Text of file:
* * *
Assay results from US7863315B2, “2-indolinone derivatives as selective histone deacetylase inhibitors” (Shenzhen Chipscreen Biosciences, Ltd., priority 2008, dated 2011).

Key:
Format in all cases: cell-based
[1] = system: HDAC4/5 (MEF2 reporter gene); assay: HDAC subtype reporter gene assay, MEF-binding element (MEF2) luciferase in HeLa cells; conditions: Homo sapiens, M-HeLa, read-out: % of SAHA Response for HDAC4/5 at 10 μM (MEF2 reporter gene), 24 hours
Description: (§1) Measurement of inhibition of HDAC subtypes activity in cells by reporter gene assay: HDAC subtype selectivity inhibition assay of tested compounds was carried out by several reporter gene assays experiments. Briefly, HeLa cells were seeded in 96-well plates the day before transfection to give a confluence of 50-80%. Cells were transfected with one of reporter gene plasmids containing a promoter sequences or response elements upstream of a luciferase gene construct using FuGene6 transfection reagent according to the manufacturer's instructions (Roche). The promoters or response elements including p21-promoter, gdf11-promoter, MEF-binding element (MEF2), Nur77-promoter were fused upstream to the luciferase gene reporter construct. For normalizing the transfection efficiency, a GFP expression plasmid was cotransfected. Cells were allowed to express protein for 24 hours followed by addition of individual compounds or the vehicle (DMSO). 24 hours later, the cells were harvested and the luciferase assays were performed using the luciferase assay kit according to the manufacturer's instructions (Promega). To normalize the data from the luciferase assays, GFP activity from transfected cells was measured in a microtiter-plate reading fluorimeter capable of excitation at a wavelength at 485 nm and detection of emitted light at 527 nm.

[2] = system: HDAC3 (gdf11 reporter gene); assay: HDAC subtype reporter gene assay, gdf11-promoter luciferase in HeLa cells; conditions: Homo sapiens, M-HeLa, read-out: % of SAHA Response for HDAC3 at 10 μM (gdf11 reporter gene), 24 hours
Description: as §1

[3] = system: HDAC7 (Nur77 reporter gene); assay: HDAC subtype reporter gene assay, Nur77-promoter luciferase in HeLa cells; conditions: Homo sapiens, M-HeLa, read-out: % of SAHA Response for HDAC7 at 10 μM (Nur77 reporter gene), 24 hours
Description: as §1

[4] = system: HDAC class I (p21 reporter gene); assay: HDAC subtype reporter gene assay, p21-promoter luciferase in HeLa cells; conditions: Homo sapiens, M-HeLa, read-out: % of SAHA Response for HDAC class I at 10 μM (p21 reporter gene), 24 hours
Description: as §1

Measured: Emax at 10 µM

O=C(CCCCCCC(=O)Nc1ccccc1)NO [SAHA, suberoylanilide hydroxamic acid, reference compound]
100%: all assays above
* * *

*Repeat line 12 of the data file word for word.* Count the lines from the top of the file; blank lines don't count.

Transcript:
Measured: Emax at 10 µM